Dinosaur aficionado Ben Garrod became passionate about dinosaurs at the age of three – a passion absolutely undimmed all these years later.
The only difference is that he can back it all up with rather more knowledge now as he goes on the road with his hit stage show So You Think You Know About Dinosaurs (Capitol, Horsham, Wednesday, March 14, www.thecapitolhorsham.com).
Ben, an evolutionary biologist, primatologist, broadcaster and a teaching fellow at Anglia Ruskin University, will talk audiences through the deadliest predators that ever roamed the planet 65 million years ago such as tyrannosaurus rex, allosaurus and spinosaurus.
For Ben, and for millions of us, dinosaurs will never lose their attraction. Ben puts it down to a unique combination of factors: dinosaurs fire our imagination, but they also fire our sense of scientific questioning.
“We love finding out about them, but we still think it would be pretty cool to have a tyrannosaurus rex running through our garden!”
Ben admits to being geeky about dinosaurs. As he says, he is still a geeky child – albeit one now trapped in an adult’s body.
“I remember the first time I found a fossil, up on a north Norfolk beach. I was three, and we found this tiny fossilised shell. We didn’t know what it was. It was the days before the internet. We had to look it up in the library and ask teachers.
“And it turned out to be a 200 million-year-old squid relative. I just couldn’t imagine it swimming around 200 million years ago. It was just amazing!”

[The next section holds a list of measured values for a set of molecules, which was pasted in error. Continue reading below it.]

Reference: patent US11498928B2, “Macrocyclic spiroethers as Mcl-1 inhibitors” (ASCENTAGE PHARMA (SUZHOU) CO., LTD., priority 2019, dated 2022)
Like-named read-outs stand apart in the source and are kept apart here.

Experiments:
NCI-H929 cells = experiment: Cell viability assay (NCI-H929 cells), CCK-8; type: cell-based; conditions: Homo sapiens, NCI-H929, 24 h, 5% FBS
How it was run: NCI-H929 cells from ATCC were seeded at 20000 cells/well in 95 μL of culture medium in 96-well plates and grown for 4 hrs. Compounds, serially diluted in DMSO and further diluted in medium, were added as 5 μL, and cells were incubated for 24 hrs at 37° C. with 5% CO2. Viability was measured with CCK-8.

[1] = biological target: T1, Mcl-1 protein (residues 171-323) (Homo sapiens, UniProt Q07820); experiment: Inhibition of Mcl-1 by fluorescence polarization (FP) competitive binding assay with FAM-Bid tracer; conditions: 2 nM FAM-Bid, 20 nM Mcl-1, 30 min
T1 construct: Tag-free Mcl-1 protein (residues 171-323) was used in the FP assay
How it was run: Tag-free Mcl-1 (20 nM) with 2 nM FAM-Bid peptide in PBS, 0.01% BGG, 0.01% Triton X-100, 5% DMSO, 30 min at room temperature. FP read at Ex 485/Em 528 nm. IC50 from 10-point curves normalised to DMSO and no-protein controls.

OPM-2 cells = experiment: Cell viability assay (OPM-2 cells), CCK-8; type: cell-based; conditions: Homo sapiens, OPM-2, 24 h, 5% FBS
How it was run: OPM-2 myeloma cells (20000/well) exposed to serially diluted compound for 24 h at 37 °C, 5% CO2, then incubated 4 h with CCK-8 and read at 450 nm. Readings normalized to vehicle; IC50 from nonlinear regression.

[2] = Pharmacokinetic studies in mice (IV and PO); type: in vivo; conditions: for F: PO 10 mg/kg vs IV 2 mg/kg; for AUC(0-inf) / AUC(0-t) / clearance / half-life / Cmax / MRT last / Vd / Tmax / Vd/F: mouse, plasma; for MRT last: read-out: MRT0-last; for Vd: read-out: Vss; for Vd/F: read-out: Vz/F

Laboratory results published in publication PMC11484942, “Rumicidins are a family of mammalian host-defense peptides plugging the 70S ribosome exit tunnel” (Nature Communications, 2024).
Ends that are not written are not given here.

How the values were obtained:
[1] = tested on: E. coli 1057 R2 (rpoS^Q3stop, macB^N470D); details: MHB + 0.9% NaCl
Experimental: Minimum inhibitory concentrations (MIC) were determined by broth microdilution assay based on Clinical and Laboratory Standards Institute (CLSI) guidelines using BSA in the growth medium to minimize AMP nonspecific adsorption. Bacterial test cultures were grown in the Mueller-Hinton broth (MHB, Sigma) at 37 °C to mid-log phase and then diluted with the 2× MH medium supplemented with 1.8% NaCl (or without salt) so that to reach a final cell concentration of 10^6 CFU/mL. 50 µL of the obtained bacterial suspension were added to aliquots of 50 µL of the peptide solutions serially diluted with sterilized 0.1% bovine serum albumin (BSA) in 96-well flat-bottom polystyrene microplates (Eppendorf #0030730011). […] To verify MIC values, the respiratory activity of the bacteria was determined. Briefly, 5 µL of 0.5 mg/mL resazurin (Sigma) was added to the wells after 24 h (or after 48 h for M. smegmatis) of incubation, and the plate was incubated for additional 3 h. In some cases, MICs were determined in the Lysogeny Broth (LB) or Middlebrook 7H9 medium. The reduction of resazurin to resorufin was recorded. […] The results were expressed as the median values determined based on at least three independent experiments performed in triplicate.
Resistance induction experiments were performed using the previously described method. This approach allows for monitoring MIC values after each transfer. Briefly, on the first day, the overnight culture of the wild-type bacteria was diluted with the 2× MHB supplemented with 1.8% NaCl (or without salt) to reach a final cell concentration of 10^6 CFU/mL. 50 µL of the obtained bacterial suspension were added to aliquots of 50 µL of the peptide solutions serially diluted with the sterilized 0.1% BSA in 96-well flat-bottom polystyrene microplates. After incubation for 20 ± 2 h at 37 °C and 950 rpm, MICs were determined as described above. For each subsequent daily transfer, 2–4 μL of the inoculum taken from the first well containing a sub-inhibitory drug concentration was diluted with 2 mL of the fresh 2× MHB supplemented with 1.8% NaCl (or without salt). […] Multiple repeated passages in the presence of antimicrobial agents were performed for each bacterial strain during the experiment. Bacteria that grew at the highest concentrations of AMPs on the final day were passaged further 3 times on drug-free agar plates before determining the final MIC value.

In that moment, Ben was hooked. He confesses to being a strange child. On one occasion on a school cross-country run, he found a seven-foot dead shark – which he brought back to the school for dissection. It was a world which had become his passion – and it is a world we are still finding out about, refining our images as we add to our knowledge.
“We used to think of tyrannosaurus rex, this big superhero of the dinosaurs, as a big green scaly thing that roared. But our knowledge has changed, partly with new fossils being found. We know now that a lot of the predatory dinosaurs were very brightly coloured and had feathers. We are getting a better picture all the time.”
And the better picture makes them all the more interesting…. Which makes it all the more of a shame that we lost them?
Ah, but Ben’s point is that we haven’t.
“Just look at birds. We were always taught to see birds as distant descendants of dinosaurs, but there was a big reclassification about five or ten years ago. Now we consider birds more as modern-day dinosaurs…”
Age guidance: the show is aimed primarily at key stage 1 and 2 (ages five-12) but suitable for all ages.